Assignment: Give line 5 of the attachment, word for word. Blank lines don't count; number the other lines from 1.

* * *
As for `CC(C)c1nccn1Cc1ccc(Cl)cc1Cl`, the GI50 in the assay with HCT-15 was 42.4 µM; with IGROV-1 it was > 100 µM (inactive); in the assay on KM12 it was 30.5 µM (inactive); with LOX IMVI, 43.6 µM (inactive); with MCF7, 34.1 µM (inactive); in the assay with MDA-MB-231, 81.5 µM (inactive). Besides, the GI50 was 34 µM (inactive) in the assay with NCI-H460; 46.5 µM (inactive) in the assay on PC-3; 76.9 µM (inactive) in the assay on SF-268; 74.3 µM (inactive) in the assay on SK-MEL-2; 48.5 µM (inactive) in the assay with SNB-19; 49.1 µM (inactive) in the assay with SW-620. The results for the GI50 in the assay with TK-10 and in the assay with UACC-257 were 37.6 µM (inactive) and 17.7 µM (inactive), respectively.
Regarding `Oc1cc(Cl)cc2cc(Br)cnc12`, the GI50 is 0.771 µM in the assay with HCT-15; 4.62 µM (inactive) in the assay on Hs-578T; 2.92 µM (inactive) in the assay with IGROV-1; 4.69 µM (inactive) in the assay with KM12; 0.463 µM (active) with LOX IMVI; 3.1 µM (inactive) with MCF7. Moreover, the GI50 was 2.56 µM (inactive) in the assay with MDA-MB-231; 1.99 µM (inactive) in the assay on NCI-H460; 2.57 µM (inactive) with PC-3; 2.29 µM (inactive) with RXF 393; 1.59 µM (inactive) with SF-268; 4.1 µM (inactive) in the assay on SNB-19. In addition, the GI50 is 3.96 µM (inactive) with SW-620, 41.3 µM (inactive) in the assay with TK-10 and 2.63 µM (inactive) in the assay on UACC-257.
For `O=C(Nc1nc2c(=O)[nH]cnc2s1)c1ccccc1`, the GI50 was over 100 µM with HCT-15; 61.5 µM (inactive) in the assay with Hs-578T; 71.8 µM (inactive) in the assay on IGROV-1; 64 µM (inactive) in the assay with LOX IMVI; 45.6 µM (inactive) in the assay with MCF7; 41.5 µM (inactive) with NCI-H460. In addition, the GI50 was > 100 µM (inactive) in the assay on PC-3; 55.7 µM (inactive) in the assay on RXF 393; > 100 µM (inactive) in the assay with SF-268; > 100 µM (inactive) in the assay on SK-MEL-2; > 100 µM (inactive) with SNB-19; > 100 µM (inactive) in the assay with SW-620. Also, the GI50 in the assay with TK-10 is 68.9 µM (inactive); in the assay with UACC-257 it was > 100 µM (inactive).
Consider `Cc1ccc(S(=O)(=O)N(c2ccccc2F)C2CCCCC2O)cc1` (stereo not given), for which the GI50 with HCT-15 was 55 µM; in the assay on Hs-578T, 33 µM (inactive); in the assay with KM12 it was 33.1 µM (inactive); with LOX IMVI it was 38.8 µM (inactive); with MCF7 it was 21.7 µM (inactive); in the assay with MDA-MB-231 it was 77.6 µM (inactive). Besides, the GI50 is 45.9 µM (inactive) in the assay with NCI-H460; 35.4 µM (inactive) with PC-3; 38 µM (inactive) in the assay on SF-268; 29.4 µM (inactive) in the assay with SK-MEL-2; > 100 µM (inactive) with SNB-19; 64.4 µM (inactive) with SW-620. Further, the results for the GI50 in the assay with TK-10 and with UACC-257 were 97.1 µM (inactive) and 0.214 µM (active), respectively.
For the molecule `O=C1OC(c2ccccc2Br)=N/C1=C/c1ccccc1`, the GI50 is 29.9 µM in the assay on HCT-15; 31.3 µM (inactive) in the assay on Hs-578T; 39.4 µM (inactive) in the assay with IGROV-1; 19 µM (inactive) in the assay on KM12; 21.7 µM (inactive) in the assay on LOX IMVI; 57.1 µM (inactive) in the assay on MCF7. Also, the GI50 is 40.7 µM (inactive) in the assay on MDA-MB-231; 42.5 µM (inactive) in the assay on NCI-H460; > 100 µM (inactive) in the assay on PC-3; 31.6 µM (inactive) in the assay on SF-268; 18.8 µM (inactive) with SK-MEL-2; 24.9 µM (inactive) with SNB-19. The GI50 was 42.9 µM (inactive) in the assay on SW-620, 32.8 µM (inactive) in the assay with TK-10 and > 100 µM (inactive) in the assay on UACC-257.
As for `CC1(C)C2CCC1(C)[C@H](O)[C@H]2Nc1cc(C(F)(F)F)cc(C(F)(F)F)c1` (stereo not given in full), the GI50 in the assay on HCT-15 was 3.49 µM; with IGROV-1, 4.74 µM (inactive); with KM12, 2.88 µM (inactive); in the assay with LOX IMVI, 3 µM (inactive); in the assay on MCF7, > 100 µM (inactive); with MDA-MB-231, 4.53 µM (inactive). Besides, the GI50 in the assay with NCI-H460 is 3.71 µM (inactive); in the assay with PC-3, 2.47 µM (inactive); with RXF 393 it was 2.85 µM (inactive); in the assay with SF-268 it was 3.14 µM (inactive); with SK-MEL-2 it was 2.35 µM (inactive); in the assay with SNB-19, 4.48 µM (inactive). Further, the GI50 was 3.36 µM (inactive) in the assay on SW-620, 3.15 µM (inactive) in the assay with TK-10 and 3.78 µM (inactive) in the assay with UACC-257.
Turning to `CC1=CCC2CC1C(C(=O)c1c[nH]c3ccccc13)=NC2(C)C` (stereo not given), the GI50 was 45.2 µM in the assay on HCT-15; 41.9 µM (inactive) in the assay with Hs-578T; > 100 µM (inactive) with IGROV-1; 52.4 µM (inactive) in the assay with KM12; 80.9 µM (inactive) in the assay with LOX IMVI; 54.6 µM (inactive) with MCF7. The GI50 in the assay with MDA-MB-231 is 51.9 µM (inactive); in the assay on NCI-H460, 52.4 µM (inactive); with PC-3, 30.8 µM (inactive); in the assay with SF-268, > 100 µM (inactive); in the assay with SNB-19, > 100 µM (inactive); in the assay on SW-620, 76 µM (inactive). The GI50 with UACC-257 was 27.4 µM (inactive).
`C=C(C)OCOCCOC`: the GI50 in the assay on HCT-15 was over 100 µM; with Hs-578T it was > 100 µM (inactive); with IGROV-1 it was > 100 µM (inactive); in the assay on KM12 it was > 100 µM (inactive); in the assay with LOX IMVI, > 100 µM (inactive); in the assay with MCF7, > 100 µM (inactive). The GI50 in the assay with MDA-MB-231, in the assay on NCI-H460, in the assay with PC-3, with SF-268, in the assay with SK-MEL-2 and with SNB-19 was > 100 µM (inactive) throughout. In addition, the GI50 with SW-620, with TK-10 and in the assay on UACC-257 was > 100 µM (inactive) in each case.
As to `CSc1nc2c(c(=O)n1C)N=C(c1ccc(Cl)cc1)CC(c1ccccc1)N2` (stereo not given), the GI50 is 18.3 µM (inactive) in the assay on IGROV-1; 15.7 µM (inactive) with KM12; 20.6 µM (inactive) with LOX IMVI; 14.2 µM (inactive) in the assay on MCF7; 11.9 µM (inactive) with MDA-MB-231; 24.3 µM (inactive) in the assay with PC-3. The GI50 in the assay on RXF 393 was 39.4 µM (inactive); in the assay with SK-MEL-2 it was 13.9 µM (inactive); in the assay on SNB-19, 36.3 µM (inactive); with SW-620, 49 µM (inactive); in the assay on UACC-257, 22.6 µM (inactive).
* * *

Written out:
For the molecule `O=C1OC(c2ccccc2Br)=N/C1=C/c1ccccc1`, the GI50 is 29.9 µM in the assay on HCT-15; 31.3 µM (inactive) in the assay on Hs-578T; 39.4 µM (inactive) in the assay with IGROV-1; 19 µM (inactive) in the assay on KM12; 21.7 µM (inactive) in the assay on LOX IMVI; 57.1 µM (inactive) in the assay on MCF7. Also, the GI50 is 40.7 µM (inactive) in the assay on MDA-MB-231; 42.5 µM (inactive) in the assay on NCI-H460; > 100 µM (inactive) in the assay on PC-3; 31.6 µM (inactive) in the assay on SF-268; 18.8 µM (inactive) with SK-MEL-2; 24.9 µM (inactive) with SNB-19. The GI50 was 42.9 µM (inactive) in the assay on SW-620, 32.8 µM (inactive) in the assay with TK-10 and > 100 µM (inactive) in the assay on UACC-257.